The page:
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Overtraining and glycogen depletion hypothesis


Section Editor(s): Foster, Carl; Lehmann, Manfred Chairs

Medicine & Science in Sports & Exercise: July 1998 - Volume 30 - Issue 7 - p 1146-1150
Applied Sciences: Symposium: Training/Overtraining: The First Ulm Symposium

Overtraining and glycogen depletion hypothesis. Med. Sci. Sports Exerc., Vol. 30, No. 7, pp. 1146-1150, 1998. Low muscle glycogen levels due to consecutive days of extensive exercise have been shown to cause fatigue and thus decrements in performance. Low muscle glycogen levels could also lead to oxidation of the branched chain amino acids and central fatigue. Therefore, the questions become, can low muscle glycogen not only lead to peripheral and central fatigue but also to overtraining, and if so, can overtraining be avoided by consuming sufficient quantities of carbohydrates? Research on swimmers has shown that those who were nonresponsive to an increase in their training load had low levels of muscle glycogen and consumed insufficient energy and carbohydrates. However, cyclists who increased their training load for 2 wk but also increased carbohydrate intake to maintain muscle glycogen levels still met the criteria of over-reaching (short-term overtraining) and might have met the criteria for overtraining had the subjects been followed for a longer period of time. Thus, some other mechanism than reduced muscle glycogen levels must be responsible for the development and occurrence of overtraining.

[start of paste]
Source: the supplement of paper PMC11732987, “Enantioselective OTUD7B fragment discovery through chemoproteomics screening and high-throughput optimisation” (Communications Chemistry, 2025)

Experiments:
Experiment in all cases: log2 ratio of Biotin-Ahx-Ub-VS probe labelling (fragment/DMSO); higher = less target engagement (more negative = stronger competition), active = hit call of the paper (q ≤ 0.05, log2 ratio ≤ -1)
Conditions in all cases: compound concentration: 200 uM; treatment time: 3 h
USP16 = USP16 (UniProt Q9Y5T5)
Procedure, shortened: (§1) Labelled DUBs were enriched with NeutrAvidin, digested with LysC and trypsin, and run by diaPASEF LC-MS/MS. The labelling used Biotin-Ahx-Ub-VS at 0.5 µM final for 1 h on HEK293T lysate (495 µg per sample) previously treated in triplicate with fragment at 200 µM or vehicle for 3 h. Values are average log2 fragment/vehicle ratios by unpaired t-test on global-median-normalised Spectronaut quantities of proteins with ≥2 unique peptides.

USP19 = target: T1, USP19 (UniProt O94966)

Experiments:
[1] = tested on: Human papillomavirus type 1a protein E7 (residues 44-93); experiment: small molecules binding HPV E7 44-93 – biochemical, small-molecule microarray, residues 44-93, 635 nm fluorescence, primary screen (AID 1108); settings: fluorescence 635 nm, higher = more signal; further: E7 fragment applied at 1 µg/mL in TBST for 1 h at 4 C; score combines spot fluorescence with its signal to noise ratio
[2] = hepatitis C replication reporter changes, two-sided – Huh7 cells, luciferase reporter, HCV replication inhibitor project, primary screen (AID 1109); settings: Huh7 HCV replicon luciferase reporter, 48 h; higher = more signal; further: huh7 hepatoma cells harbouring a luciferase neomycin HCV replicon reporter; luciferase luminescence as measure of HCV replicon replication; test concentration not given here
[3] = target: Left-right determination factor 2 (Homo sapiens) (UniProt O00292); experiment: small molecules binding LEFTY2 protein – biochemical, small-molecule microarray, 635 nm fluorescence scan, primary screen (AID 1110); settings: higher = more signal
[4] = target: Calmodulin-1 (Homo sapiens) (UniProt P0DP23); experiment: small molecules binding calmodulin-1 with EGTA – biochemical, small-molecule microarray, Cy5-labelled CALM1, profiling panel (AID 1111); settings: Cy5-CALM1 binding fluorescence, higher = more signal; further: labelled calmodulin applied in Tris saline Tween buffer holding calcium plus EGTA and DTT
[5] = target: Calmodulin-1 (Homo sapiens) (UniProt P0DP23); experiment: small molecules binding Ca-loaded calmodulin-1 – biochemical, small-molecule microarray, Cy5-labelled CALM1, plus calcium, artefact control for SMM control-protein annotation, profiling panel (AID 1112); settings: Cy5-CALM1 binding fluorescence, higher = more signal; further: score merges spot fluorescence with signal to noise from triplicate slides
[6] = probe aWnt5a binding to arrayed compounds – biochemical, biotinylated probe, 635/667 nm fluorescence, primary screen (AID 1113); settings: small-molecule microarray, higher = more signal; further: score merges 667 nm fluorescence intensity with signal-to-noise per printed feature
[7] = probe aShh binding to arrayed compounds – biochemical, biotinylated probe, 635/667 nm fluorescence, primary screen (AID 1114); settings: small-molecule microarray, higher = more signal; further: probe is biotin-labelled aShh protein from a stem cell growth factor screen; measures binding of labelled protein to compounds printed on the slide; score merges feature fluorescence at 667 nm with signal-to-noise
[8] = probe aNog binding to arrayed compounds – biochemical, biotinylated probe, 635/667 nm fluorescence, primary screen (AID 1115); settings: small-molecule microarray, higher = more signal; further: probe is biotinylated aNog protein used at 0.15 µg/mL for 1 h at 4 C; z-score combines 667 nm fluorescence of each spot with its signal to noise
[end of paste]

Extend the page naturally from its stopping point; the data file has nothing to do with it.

Submitted for publication October 1997.

Accepted for publication November 1997.

The author extends her appreciation to Harm Kuipers, Carl Foster, Bo Cheng, Asker Jeukendrup, Mattius Hesselink, Rodrique Servais, and Erik Fransen, all of whom were colleagues during the investigations reported in this paper.

Address for correspondence: Ann C. Snyder, Ph.D., Department of Human Kinetics, University of Wisconsin-Milwaukee, P.O. Box 413, Milwaukee, WI 53201.

Ann C. Snyder was a Fulbright Scholar at the University of Maastricht during some of the reported investigations.

Department of Human Kinetics, University of Wisconsin-Milwaukee, Milwaukee, WI 53201

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